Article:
Mathematics should be optional in post-secondary education.
Debate Rounds (3)
Why should a nursing student take photography or a history major take trigonometry?
They shouldn't. If you already know what you want to do with your life, you should invest your time and studies in that field. I propose we allow mathematics and other subjects we learned in grade school to stay in college but only as core-classes.
College is place in which people can further their own pursuit of knowledge; however, that should not be limited to their major of choice. The general education courses in college, as well as major-related courses, serve to give a person a new perspective on the world around them, not just to reiterate previously learned knowledge. A person's point of view depends upon the knowledge they have accumulated over their life. For example, a person skilled in mathematics views things differently than a person skilled in physics or psychology. Therefore, getting a more rounded knowledge allows a person to look at things from more than just one point of view.
That is, in a general sense, my main stance in this argument; however, I will touch upon other points in the main argument of round 2. That being said, I would like to make it clear that neither Pro nor I are limited to the points made in this brief summary round when presenting our arguments in round 2.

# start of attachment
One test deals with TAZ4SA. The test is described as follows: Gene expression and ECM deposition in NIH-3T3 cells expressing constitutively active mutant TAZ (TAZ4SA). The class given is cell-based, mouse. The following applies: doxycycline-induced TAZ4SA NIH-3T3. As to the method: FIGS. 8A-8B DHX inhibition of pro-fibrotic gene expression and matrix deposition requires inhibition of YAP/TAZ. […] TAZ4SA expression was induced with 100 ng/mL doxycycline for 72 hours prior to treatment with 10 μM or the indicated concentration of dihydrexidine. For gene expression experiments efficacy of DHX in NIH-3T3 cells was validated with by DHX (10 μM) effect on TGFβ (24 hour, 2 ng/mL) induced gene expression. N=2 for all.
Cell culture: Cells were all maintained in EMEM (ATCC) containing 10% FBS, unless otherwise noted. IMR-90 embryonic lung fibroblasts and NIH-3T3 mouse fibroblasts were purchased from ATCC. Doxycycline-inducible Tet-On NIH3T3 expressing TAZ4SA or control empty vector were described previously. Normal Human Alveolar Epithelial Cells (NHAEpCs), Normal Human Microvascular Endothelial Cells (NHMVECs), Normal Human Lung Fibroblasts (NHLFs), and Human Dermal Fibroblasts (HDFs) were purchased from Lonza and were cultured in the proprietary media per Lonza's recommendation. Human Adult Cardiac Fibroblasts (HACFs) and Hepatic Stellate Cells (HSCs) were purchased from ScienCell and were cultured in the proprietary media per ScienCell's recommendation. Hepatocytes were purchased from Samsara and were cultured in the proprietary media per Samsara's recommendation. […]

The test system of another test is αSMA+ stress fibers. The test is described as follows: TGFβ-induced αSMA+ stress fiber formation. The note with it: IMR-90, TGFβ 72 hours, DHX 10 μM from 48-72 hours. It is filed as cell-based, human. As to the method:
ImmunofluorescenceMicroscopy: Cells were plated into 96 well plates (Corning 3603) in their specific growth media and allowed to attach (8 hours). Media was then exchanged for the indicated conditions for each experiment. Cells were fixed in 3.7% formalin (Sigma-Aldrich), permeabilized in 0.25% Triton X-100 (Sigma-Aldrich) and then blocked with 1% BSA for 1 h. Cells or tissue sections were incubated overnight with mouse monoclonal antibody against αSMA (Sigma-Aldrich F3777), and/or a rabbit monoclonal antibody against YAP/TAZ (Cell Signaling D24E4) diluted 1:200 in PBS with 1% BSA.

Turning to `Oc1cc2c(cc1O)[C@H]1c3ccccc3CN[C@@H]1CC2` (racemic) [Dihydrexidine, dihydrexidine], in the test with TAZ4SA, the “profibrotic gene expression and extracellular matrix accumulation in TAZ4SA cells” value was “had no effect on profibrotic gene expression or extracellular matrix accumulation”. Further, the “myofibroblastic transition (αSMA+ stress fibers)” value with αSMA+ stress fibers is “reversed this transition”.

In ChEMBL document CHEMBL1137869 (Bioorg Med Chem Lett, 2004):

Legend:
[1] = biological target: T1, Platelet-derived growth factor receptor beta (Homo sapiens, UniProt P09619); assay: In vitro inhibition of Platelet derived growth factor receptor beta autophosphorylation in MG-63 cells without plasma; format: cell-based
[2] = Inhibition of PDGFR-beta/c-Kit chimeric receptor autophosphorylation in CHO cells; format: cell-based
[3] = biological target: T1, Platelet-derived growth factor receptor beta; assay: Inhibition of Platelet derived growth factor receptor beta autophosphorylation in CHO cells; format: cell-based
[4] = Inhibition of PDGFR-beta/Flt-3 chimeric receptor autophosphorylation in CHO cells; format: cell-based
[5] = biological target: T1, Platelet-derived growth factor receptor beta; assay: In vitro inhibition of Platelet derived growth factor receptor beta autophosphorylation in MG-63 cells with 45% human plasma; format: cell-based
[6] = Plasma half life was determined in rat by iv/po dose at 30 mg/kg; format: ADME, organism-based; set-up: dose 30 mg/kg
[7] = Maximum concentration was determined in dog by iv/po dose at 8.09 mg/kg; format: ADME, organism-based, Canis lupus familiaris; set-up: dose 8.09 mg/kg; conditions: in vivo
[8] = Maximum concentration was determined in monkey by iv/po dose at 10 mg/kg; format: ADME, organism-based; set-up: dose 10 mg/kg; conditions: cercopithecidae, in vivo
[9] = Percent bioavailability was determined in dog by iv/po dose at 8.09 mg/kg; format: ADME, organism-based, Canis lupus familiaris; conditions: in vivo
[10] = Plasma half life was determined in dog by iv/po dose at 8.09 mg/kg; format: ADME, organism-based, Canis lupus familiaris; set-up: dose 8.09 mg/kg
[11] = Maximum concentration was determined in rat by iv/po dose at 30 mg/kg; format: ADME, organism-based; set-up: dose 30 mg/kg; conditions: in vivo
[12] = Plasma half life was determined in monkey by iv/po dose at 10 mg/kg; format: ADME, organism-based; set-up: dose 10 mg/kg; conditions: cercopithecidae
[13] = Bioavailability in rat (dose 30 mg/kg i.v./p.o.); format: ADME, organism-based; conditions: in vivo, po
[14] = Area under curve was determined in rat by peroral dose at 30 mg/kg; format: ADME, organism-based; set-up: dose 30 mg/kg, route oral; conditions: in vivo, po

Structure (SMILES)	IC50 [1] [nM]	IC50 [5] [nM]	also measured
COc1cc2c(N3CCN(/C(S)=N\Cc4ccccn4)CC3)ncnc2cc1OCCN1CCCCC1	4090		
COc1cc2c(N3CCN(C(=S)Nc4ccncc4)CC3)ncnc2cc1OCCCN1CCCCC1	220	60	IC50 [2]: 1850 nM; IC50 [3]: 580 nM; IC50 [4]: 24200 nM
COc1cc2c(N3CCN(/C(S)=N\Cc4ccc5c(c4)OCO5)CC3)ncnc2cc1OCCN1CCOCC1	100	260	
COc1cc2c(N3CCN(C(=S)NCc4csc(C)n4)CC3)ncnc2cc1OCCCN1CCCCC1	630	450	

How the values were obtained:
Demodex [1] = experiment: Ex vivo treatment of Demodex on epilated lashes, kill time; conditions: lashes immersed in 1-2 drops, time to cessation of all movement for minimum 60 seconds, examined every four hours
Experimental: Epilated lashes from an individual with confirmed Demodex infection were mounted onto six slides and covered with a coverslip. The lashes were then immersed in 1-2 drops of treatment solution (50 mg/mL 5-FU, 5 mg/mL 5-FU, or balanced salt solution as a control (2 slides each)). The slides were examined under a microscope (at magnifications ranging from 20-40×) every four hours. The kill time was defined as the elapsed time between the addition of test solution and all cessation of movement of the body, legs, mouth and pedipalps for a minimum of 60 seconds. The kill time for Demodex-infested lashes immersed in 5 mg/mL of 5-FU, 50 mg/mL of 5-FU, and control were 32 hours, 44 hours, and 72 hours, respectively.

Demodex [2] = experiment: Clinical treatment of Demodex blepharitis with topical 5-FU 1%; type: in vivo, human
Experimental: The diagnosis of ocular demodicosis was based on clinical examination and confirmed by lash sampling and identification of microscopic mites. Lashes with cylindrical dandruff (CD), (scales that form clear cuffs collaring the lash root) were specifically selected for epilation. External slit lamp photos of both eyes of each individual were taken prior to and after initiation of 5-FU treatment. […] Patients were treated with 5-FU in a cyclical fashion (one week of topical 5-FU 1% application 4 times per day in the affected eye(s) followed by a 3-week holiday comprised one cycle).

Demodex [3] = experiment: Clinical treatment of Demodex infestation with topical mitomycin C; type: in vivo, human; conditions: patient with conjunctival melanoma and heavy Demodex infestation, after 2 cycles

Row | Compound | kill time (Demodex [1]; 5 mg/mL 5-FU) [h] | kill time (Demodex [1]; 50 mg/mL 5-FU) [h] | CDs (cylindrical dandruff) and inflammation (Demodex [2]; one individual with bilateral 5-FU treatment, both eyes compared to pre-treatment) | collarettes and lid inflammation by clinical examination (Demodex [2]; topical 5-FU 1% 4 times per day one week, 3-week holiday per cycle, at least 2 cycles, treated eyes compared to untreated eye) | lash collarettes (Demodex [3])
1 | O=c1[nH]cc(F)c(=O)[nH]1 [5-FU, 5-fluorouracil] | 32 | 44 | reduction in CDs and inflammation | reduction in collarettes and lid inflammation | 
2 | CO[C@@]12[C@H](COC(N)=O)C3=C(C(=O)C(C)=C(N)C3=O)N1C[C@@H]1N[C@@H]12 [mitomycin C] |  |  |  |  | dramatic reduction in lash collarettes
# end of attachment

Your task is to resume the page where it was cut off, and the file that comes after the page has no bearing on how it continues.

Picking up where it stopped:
I look forward to the rest of the debate.
NeoVoltaire forfeited this round.
If it could be taught in college it shouldn't be a requirement for those who aren't heavily focused for mathematics as a career or major. It simply is there for students who didn't fully "graduate" from the grade school mathematics to to stay in an undergraduate status longer.
1. Liberal Arts - "college or university studies (as language, philosophy, literature, abstract science) intended to provide chiefly general knowledge and to develop general intellectual capacities (as reason and judgment) as opposed to professional or vocational skills" .
1. Instead of arguing simply for a requirement to take mathematics in college, I will argue for the requirements to take core subjects in general, which is typical in liberal arts colleges.
Now for my argument:
Liberal Arts Education Better Prepares Graduates for Work
According to a study done by Hardwick Day, consultant for the Annapolis Group, "seventy-six percent of liberal arts college graduates rated their college experience highly for preparing them for their first job, compared to 66 percent who attended public flagship universities" . While the graduates in this study did not specify what about their college experience prepared them for their first job, the fact that graduates in liberal arts education felt more prepared is worth noting. Students may not specifically use the knowledge acquired in these general courses in their job; however, these courses can provide the ability to view things from different perspectives, which can be useful in their careers.
The Courses Are Not a Waste of Time